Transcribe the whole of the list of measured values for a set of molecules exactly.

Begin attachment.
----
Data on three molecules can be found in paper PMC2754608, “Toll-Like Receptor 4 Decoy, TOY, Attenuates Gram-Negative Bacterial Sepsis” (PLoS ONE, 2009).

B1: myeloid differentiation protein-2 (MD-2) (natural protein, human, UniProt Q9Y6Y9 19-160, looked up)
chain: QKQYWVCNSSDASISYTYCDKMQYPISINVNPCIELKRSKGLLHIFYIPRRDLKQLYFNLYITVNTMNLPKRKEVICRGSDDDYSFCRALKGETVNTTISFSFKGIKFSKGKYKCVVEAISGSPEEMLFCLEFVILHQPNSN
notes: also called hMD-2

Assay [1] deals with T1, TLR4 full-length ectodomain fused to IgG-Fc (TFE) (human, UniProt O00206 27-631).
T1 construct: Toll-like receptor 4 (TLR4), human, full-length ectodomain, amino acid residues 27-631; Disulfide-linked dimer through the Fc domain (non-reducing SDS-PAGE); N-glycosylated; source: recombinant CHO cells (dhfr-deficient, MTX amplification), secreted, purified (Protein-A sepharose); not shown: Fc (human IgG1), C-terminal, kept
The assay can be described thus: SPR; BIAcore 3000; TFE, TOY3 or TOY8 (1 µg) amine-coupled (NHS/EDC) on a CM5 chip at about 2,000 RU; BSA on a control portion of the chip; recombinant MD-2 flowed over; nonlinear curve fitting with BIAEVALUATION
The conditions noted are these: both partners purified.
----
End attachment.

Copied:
Data on three molecules can be found in paper PMC2754608, “Toll-Like Receptor 4 Decoy, TOY, Attenuates Gram-Negative Bacterial Sepsis” (PLoS ONE, 2009).

B1: myeloid differentiation protein-2 (MD-2) (natural protein, human, UniProt Q9Y6Y9 19-160, looked up)
chain: QKQYWVCNSSDASISYTYCDKMQYPISINVNPCIELKRSKGLLHIFYIPRRDLKQLYFNLYITVNTMNLPKRKEVICRGSDDDYSFCRALKGETVNTTISFSFKGIKFSKGKYKCVVEAISGSPEEMLFCLEFVILHQPNSN
notes: also called hMD-2

Assay [1] deals with T1, TLR4 full-length ectodomain fused to IgG-Fc (TFE) (human, UniProt O00206 27-631).
T1 construct: Toll-like receptor 4 (TLR4), human, full-length ectodomain, amino acid residues 27-631; Disulfide-linked dimer through the Fc domain (non-reducing SDS-PAGE); N-glycosylated; source: recombinant CHO cells (dhfr-deficient, MTX amplification), secreted, purified (Protein-A sepharose); not shown: Fc (human IgG1), C-terminal, kept
The assay can be described thus: SPR; BIAcore 3000; TFE, TOY3 or TOY8 (1 µg) amine-coupled (NHS/EDC) on a CM5 chip at about 2,000 RU; BSA on a control portion of the chip; recombinant MD-2 flowed over; nonlinear curve fitting with BIAEVALUATION
The conditions noted are these: both partners purified.